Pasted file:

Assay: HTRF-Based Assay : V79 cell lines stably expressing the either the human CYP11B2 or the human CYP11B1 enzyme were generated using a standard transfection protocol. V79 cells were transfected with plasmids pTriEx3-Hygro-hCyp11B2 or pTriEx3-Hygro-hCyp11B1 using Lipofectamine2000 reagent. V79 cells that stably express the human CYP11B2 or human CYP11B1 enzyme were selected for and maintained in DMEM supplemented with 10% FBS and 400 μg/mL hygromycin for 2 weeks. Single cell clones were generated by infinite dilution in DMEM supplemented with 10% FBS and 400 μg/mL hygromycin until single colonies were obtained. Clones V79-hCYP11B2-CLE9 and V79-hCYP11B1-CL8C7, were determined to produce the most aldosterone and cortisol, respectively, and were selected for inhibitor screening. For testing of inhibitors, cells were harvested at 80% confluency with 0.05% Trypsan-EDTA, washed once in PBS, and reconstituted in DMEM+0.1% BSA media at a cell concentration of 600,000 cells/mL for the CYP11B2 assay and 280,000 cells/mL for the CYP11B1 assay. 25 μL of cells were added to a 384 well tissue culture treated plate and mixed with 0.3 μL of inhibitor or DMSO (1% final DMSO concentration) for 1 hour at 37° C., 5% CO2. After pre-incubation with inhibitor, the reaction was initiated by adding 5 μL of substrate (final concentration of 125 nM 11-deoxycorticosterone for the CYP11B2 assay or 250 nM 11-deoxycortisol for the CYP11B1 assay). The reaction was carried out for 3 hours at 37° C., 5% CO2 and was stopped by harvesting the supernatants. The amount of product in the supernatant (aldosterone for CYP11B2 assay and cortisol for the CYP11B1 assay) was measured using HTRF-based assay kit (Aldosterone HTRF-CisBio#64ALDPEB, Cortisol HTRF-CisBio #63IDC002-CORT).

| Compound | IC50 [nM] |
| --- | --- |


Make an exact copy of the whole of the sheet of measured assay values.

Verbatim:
Assay: HTRF-Based Assay : V79 cell lines stably expressing the either the human CYP11B2 or the human CYP11B1 enzyme were generated using a standard transfection protocol. V79 cells were transfected with plasmids pTriEx3-Hygro-hCyp11B2 or pTriEx3-Hygro-hCyp11B1 using Lipofectamine2000 reagent. V79 cells that stably express the human CYP11B2 or human CYP11B1 enzyme were selected for and maintained in DMEM supplemented with 10% FBS and 400 μg/mL hygromycin for 2 weeks. Single cell clones were generated by infinite dilution in DMEM supplemented with 10% FBS and 400 μg/mL hygromycin until single colonies were obtained. Clones V79-hCYP11B2-CLE9 and V79-hCYP11B1-CL8C7, were determined to produce the most aldosterone and cortisol, respectively, and were selected for inhibitor screening. For testing of inhibitors, cells were harvested at 80% confluency with 0.05% Trypsan-EDTA, washed once in PBS, and reconstituted in DMEM+0.1% BSA media at a cell concentration of 600,000 cells/mL for the CYP11B2 assay and 280,000 cells/mL for the CYP11B1 assay. 25 μL of cells were added to a 384 well tissue culture treated plate and mixed with 0.3 μL of inhibitor or DMSO (1% final DMSO concentration) for 1 hour at 37° C., 5% CO2. After pre-incubation with inhibitor, the reaction was initiated by adding 5 μL of substrate (final concentration of 125 nM 11-deoxycorticosterone for the CYP11B2 assay or 250 nM 11-deoxycortisol for the CYP11B1 assay). The reaction was carried out for 3 hours at 37° C., 5% CO2 and was stopped by harvesting the supernatants. The amount of product in the supernatant (aldosterone for CYP11B2 assay and cortisol for the CYP11B1 assay) was measured using HTRF-based assay kit (Aldosterone HTRF-CisBio#64ALDPEB, Cortisol HTRF-CisBio #63IDC002-CORT).

| Compound | IC50 [nM] |
| --- | --- |